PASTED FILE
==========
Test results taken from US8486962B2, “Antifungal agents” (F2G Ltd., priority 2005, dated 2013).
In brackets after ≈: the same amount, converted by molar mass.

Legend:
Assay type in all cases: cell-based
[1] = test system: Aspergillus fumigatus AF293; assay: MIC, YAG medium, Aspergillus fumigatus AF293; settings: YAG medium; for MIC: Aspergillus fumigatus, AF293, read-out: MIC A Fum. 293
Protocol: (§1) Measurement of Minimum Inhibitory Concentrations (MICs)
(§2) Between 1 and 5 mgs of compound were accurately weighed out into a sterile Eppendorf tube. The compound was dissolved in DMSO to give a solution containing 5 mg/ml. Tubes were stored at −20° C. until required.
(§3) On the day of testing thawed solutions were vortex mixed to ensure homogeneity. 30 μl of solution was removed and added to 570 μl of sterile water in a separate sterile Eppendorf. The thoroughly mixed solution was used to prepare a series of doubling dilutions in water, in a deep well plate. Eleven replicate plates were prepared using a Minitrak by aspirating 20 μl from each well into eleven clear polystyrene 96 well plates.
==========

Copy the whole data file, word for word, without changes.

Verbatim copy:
Test results taken from US8486962B2, “Antifungal agents” (F2G Ltd., priority 2005, dated 2013).
In brackets after ≈: the same amount, converted by molar mass.

Legend:
Assay type in all cases: cell-based
[1] = test system: Aspergillus fumigatus AF293; assay: MIC, YAG medium, Aspergillus fumigatus AF293; settings: YAG medium; for MIC: Aspergillus fumigatus, AF293, read-out: MIC A Fum. 293
Protocol: (§1) Measurement of Minimum Inhibitory Concentrations (MICs)
(§2) Between 1 and 5 mgs of compound were accurately weighed out into a sterile Eppendorf tube. The compound was dissolved in DMSO to give a solution containing 5 mg/ml. Tubes were stored at −20° C. until required.
(§3) On the day of testing thawed solutions were vortex mixed to ensure homogeneity. 30 μl of solution was removed and added to 570 μl of sterile water in a separate sterile Eppendorf. The thoroughly mixed solution was used to prepare a series of doubling dilutions in water, in a deep well plate. Eleven replicate plates were prepared using a Minitrak by aspirating 20 μl from each well into eleven clear polystyrene 96 well plates.